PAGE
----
I most definitely concur with the view that research with minority groups should consider the cultural context of the population. In my view, there was until quite recently a false perception of multicultural education that existed within the much of the scholastic demographic. This erroneous perception was predominantly based on a false view that minority groups should assimilate within mainstream dominant Caucasian culture. Development psychologist Robert Feldman corroborates this view, “Multicultural education developed in part as a reaction to a cultural assimilation model in which the goal of education was to assimilate individual cultural identities into a unique American culture” (p. 298). In the early 1970s, however, educators and other interest groups suggested that the cultural assimilation model ought to be replaced by a pluralistic society model (Feldman, 2011). At the corpus of this argument is the view that contemporary American society has as its constituents “coequal groups that should preserve their individual cultural features” (p. 298).
If one carefully examines the pros and cons of research methodology from a more systematic and unbiased perspective, one is naturally led to adopt the situation cultural practice paradigm. This paradigm integrates and incorporates other key disciplines such as sociology, cultural psychology, anthropology, and others (Arzubiaga, Artiles, King, Harris-Murri, 2008). However, there are fundamental concerns with respect to research validity and methodology ramifications where researchers have “used definitions with problematic assumptions (p. 310), adopted practices where “disparate groups are differentially valued by mainstream society” (p. 312), and utilized questionable research practices with respect to minority groups such as “distinct sampling strategies” (p. 312). In sum, it is highly recommended that a new research paradigm be developed that not only protects the integrity of scholastic research, but also ensures that a consistent model of cultural diversity is employed.
The sociohistorical view of culture offers counselors a viable value proposition in working with diverse client groups. According to Arzubiaga et al., (2008) the sociocultural or sociohistorical model “assumes human development and behavior are cultural” (p. 312) and that “human activity is mediated by (material or psychological) cultural artifacts such as beliefs, values, customs, traditions, tests, literacy practices, and interview protocols that embody historical assumptions about their appropriate or expected uses” (p. 313). In other words, counselors, using the sociohistorical view as a frame of reference, can better employ counseling practice, based on the situational practice settings. In the context of our discussion, the sociocultural model has immense implications for the school counselor or educational psychologist. Specifically, Matusov, DePalma and Drye (2007) provide an example of a theoretical application, “Vygotsky’s famous concept of the zone of proximal development (ZDP), more capable peers, adults, or a sociocultural activity (such as play) engage a child in more advanced actions than he or she could have performed on his or her own and thus define the child’s potential development” (pp. 404-407). In sum, sociocultural theory provides a theoretical framework for understanding the social aspects of learning and the critical role of the tools in mediating learning (Hmelo-Silver, 2008). Hence, prudent cultural adaptations should equip counselors with a more focused approach to strategic client intervention.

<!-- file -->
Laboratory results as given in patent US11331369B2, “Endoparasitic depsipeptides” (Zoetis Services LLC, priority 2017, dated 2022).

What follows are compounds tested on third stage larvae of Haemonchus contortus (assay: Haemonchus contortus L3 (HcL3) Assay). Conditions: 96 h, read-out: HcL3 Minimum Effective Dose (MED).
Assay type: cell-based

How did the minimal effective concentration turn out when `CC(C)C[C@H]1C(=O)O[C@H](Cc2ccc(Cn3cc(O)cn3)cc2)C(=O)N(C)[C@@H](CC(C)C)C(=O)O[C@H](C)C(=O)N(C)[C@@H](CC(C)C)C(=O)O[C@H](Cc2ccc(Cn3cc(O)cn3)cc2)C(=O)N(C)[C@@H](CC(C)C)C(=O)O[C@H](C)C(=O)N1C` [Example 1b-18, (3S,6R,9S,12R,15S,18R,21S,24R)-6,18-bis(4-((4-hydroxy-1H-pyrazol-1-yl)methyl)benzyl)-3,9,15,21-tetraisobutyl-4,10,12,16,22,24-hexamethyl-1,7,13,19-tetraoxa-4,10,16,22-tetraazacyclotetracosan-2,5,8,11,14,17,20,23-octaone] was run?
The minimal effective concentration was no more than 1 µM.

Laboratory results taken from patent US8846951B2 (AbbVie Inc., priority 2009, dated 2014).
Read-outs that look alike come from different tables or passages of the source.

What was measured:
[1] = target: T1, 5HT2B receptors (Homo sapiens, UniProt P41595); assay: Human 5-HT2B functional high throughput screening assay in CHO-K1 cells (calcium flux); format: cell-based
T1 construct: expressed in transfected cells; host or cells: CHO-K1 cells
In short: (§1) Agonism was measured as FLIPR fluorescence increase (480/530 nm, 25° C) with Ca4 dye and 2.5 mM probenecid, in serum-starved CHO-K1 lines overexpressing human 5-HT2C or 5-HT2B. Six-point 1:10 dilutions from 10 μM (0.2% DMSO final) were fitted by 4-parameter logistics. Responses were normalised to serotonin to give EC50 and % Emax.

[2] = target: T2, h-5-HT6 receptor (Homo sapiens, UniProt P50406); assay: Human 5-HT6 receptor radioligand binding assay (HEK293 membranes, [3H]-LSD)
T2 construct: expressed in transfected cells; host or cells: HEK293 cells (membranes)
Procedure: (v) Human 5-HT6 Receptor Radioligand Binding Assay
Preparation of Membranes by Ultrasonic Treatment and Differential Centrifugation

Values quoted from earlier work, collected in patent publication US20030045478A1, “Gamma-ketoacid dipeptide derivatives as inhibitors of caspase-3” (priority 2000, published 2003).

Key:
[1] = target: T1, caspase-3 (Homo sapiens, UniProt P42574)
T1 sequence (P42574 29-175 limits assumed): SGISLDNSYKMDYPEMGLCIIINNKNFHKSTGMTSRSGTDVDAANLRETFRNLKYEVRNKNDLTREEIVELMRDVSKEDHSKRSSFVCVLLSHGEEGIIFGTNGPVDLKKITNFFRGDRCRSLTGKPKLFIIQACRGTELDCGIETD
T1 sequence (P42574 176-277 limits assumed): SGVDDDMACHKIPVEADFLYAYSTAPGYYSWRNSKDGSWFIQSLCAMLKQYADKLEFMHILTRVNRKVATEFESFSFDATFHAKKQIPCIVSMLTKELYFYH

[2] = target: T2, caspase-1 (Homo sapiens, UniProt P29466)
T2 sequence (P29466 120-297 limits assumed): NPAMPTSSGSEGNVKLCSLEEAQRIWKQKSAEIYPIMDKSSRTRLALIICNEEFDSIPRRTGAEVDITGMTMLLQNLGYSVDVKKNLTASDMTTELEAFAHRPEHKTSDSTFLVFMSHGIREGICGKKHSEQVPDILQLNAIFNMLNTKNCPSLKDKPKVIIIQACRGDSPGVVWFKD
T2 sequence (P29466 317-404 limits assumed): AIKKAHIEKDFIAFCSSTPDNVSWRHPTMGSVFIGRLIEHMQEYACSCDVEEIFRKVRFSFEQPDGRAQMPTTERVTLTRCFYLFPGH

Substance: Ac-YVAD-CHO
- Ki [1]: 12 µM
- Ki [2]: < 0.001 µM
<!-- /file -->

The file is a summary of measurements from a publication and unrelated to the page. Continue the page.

In my view the role of ecological validity has significant value to the counselor, thus should be readily engaged when working with diverse clients. According to Arzubiaga et al., (2008) “Ecological validity is defined as the extent to which behavior sampled in one setting can be taken as characteristic of an individual’s cognitive processes in range of other settings” (p. 319). Contextually, the counselor’s primary interest is likely to be guided at the level of strategic interventions. In this respect, the type of intervention selected has great significance in relation to cultural diversity as well as the environmental setting with which the client is most familiar and/or comfortable. It is important to remember that many of the intervention strategies utilized by counselors bear correlation to the research outcome’s validity, veracity and relevance. From the research perspective, it is imperative to take note, where applicable, of the tension that exists between the research fidelity and intervention practice. For example, an intervention may be conducted with high fidelity, yet the intervention practice may not be ecologically valid (Arzubiaga et al., 2008). Finally, from a power perspective, the counselor needs to keep control of power in the counselor-client relationship, thereby maintaining clearly defined boundaries and ethical standards.
Arzubiaga, A. E., Artiles, A. J., King, K. A., Harris-Murri, N. (2008). Beyond research on the cultural minorities: Challenges and implications of research as situated cultural practice. Exceptional Children, 74(3), 309-327.
Feldman, R. S. (2011). Development across the life span. New Jersey: Pearson.
Hmelo-Silver, C., Chernobilsky, E., Jordan, R. (2008). Understanding collaborative learning processes in new learning environments. Instructional Science, 36(5/6), 409-430.
Matusov, E., DePalma, R., & Drye, S. (2007). Whose development? Salvaging the concept of development within a sociocultural approach to education. Educational Theory, 57(4), 403-421.